Martin L. Davies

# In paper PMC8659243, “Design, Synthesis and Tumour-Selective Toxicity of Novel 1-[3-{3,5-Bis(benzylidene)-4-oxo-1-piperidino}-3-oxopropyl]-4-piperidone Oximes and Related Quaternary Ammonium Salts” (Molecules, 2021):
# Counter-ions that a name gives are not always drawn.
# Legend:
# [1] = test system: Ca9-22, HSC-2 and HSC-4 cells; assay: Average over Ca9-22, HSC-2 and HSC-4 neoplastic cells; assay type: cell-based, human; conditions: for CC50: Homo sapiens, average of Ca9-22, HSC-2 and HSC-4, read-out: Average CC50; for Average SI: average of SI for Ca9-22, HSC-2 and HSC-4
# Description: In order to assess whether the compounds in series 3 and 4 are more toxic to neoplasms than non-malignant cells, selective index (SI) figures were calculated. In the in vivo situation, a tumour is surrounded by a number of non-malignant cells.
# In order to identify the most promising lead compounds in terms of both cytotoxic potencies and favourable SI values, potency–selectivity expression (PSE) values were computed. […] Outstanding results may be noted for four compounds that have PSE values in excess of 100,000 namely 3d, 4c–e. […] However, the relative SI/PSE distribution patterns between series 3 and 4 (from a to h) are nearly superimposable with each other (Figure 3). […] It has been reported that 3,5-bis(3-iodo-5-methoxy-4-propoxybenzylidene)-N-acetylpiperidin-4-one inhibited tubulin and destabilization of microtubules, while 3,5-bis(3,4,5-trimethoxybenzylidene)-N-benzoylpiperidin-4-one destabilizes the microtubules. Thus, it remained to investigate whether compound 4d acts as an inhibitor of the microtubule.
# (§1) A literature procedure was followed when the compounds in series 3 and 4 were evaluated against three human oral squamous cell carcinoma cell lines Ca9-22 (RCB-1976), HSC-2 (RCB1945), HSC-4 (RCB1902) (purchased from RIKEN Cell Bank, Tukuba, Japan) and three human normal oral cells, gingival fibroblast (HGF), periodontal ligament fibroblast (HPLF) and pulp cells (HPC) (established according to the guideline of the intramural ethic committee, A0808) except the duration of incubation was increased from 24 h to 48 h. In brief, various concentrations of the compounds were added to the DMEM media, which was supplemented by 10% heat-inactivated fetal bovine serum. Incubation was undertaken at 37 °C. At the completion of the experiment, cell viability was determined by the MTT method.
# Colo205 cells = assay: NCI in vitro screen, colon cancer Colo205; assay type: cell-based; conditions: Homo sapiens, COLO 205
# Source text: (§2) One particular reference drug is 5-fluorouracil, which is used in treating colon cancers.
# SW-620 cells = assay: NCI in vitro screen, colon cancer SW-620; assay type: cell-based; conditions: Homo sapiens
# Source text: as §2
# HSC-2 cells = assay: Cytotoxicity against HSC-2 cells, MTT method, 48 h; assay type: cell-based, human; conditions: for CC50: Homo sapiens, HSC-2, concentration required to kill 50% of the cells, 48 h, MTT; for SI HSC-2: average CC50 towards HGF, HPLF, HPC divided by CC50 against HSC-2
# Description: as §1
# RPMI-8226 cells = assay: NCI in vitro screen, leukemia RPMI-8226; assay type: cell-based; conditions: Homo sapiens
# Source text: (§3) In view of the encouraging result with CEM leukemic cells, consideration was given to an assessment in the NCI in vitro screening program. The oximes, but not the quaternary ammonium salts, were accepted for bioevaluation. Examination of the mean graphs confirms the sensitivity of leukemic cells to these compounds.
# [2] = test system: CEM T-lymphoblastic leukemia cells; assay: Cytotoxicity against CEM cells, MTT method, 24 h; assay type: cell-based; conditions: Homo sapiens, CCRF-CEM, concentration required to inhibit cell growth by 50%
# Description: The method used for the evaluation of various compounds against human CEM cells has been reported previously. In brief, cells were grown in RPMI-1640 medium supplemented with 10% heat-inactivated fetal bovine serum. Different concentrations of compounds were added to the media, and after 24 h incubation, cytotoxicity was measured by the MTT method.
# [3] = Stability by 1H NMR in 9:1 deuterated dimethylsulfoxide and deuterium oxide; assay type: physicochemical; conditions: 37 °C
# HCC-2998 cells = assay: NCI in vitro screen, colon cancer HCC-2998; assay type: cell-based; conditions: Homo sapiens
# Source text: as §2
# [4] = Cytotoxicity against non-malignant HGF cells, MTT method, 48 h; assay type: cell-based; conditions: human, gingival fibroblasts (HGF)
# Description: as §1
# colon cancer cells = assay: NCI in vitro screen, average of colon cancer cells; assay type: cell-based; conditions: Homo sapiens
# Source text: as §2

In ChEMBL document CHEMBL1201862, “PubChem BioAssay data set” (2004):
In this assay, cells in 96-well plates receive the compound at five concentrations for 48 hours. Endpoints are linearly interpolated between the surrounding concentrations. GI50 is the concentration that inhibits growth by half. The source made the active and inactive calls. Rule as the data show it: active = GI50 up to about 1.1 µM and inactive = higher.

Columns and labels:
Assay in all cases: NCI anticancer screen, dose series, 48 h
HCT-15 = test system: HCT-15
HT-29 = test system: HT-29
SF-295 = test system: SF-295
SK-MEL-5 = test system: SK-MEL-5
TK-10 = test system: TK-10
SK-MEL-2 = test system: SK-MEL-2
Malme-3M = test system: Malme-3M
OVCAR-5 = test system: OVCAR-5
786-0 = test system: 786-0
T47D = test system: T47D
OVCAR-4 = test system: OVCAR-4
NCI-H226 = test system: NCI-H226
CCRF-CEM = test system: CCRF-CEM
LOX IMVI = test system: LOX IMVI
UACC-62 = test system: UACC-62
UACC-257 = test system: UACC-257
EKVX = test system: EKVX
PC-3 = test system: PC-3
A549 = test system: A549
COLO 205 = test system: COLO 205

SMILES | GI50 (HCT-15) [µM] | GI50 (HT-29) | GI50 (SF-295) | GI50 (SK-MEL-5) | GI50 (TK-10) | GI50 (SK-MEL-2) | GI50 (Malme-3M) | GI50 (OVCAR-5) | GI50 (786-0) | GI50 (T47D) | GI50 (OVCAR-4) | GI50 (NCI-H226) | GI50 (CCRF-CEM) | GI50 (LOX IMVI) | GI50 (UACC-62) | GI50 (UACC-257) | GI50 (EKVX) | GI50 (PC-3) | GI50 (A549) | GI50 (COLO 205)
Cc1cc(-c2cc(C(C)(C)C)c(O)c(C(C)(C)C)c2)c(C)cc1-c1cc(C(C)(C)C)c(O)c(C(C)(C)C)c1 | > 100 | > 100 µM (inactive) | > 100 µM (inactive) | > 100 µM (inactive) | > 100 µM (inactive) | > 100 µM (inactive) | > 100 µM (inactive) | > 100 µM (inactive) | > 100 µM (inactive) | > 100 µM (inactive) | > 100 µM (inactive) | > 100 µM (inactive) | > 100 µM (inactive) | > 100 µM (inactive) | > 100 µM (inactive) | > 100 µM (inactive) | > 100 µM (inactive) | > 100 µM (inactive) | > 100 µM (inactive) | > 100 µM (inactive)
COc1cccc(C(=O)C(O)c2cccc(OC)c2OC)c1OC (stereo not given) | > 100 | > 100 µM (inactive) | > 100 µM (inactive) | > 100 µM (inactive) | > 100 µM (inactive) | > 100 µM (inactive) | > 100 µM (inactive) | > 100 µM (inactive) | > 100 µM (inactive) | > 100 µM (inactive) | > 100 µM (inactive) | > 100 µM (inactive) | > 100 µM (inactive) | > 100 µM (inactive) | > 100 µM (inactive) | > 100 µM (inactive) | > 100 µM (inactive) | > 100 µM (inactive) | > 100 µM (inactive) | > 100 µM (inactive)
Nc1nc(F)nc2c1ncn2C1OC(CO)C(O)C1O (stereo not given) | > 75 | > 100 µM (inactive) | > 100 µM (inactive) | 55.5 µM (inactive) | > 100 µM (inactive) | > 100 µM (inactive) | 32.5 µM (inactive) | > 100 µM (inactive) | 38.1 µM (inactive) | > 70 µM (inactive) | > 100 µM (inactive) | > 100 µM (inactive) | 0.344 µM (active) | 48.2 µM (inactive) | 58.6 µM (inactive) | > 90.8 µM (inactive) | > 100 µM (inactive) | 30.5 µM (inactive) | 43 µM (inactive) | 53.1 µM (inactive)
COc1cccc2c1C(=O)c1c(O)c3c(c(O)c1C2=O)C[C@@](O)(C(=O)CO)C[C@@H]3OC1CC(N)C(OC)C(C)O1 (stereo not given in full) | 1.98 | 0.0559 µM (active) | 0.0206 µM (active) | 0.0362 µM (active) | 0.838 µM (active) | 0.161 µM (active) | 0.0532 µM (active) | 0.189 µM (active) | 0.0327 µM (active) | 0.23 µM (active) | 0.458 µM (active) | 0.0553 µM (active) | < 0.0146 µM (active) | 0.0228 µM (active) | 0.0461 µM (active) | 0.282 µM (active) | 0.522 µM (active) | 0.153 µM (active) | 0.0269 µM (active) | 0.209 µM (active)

Broadly my research focuses on the social use of knowledge, particularly academic knowledge, particularly history. It focuses specifically on what history does in a historicized world, a “finite” world already arranged and determined by its history. This approach implies that history is not a natural, autonomous form of knowledge but a symptom of its cognitive situation where all knowledge of history encounters is history’s own world-re-arranging effects. My research, therefore, also focuses on the psychopathology of historicized life: on the self-referential character of historical scholarship which makes it both truthful and illusory. It demonstrates that in a historicized world history is a technical-managerial strategy for making comprehensive sense of it whatever happens. But since what happens, however rational, does not make sense, history’s reliability is dubious. Hence it induces an ethos of apprehension: its self-gratifying veil of illusion conceals existential desolation.